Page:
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High Levels of Radioactivity Persist After Dumping of Wastewater

It has been over seven years since Pennsylvania officials requested that the dumping of radium-laden fracking wastewater into surface waters be restricted. However, a new study has found high levels of radioactivity persist in stream sediments at three disposal sites.

But the contamination is coming from the disposal of conventional oil and gas wastewater, and not fracking wastewater. Current state regulations allow conventional wastewater to be treated and discharged into local streams.

Avner Vengosh, professor of geochemistry and water quality, said in a statement:

At the disposal sites, the level of radiation discovered was around 650 times higher than radiation in upstream sediments. Even more incredibly, in some cases it surpassed the radioactivity level that would require disposal only at federally designated radioactive waste disposal sites. Nancy Lauer, a Nicholas School PhD student who led the study, explained that:

Pennsylvania’s Department of Environmental Protection back in 2011 requested that the discharge of fracking fluids and other unconventional oil and gas wastewater into surface waters be prohibited from central water-treatment facilities that release high salinity effluents.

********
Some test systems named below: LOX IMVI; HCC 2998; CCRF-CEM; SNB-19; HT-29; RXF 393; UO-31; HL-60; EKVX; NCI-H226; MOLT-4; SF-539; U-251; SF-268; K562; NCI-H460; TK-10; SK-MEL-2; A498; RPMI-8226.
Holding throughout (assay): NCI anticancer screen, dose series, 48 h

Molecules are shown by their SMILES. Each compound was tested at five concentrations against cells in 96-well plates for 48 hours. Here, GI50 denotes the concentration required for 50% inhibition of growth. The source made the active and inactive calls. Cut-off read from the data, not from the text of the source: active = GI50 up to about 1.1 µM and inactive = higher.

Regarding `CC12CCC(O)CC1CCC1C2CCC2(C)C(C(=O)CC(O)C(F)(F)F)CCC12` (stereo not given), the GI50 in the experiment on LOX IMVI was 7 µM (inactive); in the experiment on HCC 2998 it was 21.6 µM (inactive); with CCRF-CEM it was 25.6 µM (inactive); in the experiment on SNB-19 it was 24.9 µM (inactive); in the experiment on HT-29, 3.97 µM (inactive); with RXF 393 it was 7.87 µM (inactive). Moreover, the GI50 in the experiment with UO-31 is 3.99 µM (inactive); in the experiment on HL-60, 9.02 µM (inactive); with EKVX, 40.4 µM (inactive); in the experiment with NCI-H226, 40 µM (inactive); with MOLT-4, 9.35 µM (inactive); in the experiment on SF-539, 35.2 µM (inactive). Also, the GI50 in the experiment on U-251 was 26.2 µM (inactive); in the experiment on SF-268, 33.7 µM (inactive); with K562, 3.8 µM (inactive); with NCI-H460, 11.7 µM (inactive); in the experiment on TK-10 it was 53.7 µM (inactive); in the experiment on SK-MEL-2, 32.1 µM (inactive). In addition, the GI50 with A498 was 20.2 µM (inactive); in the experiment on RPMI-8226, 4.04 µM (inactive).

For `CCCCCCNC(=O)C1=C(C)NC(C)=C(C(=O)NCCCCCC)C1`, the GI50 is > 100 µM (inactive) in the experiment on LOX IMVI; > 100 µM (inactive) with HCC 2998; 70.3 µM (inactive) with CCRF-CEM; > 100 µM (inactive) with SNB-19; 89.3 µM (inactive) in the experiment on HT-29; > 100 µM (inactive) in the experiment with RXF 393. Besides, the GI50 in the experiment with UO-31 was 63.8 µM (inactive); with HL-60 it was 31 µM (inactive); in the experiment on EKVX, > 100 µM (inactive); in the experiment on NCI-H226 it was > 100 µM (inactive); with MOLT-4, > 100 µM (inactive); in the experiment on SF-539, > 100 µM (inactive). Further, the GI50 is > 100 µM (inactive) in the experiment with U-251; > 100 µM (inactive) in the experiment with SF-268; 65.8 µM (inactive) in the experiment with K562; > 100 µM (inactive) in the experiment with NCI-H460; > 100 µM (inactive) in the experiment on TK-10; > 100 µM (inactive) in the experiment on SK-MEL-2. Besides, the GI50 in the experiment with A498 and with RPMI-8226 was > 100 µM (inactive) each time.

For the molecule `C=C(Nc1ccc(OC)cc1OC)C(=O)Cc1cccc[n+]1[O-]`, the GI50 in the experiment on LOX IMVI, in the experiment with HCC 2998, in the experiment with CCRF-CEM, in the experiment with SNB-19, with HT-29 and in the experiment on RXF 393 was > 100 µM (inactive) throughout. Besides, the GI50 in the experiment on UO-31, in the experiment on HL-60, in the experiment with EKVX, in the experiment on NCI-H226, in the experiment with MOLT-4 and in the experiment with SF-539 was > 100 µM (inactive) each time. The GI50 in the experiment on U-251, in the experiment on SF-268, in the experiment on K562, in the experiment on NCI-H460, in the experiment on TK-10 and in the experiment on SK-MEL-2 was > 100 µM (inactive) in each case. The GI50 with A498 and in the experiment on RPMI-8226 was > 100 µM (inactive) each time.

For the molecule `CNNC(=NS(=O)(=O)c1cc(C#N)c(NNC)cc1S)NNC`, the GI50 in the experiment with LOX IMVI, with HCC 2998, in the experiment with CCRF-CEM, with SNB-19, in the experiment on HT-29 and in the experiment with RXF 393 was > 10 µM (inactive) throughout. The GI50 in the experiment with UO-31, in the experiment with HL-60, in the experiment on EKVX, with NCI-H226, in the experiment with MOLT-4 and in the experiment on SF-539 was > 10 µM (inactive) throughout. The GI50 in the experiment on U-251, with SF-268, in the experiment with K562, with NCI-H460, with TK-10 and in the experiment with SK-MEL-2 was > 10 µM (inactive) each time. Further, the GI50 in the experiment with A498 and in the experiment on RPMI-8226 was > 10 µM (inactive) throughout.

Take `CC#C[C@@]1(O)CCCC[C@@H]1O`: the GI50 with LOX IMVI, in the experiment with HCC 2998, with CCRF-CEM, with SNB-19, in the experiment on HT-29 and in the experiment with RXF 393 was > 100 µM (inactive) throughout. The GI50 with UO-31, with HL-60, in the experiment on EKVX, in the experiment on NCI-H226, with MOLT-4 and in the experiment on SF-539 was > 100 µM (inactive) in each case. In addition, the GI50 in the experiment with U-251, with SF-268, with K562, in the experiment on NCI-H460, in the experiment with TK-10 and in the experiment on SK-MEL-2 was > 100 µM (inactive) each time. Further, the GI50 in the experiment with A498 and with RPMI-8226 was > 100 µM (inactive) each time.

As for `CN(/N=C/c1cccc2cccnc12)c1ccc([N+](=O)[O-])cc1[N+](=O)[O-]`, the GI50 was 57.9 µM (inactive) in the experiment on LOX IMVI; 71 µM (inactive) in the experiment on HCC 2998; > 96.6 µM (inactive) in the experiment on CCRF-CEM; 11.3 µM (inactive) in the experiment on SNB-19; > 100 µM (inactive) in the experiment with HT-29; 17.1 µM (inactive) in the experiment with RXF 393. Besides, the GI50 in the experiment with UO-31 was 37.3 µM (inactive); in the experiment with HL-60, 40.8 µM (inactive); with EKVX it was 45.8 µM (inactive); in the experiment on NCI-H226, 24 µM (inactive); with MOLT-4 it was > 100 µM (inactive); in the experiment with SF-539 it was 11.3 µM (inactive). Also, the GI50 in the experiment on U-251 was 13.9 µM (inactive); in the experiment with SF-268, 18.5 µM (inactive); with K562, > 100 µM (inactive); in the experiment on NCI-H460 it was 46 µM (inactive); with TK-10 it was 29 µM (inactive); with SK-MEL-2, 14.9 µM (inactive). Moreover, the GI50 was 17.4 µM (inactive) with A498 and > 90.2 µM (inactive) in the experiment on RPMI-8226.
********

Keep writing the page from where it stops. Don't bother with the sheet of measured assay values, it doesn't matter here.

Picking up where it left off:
This request was in response to growing public concern about the possible environmental and human health effects of fracking wastewater. However, the Department allowed the disposal of treated wastewater from conventional oil and gas operations to continue. Vengosh explained the downfall of allowing it to continue:

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  • Troy was born and raised in Australia and has always wanted to know why and how things work, which led him to his love for science. He is a professional photographer and enjoys taking pictures of Australia's beautiful landscapes. He is also a professional storm chaser where he currently lives in Hervey Bay, Australia.

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